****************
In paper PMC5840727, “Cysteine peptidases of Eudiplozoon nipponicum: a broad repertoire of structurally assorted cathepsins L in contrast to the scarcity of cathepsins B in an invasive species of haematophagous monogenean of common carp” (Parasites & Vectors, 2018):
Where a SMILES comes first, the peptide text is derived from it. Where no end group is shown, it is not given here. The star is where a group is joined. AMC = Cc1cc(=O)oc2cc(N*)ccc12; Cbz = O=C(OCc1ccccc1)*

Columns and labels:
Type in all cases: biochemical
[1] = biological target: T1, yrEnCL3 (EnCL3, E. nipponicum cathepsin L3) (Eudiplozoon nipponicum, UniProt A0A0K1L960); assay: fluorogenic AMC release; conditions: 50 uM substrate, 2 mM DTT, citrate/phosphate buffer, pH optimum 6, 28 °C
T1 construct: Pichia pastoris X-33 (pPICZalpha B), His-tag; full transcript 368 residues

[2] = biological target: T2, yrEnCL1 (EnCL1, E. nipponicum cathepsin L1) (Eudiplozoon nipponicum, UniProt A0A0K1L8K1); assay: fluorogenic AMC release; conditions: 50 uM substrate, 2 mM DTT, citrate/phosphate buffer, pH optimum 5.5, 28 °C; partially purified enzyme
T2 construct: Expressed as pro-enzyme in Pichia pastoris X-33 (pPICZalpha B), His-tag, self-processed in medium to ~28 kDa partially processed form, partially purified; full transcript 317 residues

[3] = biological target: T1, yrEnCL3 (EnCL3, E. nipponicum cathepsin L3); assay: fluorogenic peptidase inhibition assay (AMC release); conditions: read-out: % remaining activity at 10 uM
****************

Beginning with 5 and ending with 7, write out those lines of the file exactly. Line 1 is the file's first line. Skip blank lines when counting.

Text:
[1] = biological target: T1, yrEnCL3 (EnCL3, E. nipponicum cathepsin L3) (Eudiplozoon nipponicum, UniProt A0A0K1L960); assay: fluorogenic AMC release; conditions: 50 uM substrate, 2 mM DTT, citrate/phosphate buffer, pH optimum 6, 28 °C
T1 construct: Pichia pastoris X-33 (pPICZalpha B), His-tag; full transcript 368 residues

[2] = biological target: T2, yrEnCL1 (EnCL1, E. nipponicum cathepsin L1) (Eudiplozoon nipponicum, UniProt A0A0K1L8K1); assay: fluorogenic AMC release; conditions: 50 uM substrate, 2 mM DTT, citrate/phosphate buffer, pH optimum 5.5, 28 °C; partially purified enzyme